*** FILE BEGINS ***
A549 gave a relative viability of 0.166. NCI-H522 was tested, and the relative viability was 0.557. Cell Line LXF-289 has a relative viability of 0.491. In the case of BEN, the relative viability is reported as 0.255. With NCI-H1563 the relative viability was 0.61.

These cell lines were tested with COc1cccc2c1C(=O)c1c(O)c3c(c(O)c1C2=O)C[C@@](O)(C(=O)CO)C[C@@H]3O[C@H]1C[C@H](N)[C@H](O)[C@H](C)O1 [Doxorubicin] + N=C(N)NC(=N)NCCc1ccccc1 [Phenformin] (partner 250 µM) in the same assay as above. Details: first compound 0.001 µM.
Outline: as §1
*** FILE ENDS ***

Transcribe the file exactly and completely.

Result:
A549 gave a relative viability of 0.166. NCI-H522 was tested, and the relative viability was 0.557. Cell Line LXF-289 has a relative viability of 0.491. In the case of BEN, the relative viability is reported as 0.255. With NCI-H1563 the relative viability was 0.61.

These cell lines were tested with COc1cccc2c1C(=O)c1c(O)c3c(c(O)c1C2=O)C[C@@](O)(C(=O)CO)C[C@@H]3O[C@H]1C[C@H](N)[C@H](O)[C@H](C)O1 [Doxorubicin] + N=C(N)NC(=N)NCCc1ccccc1 [Phenformin] (partner 250 µM) in the same assay as above. Details: first compound 0.001 µM.
Outline: as §1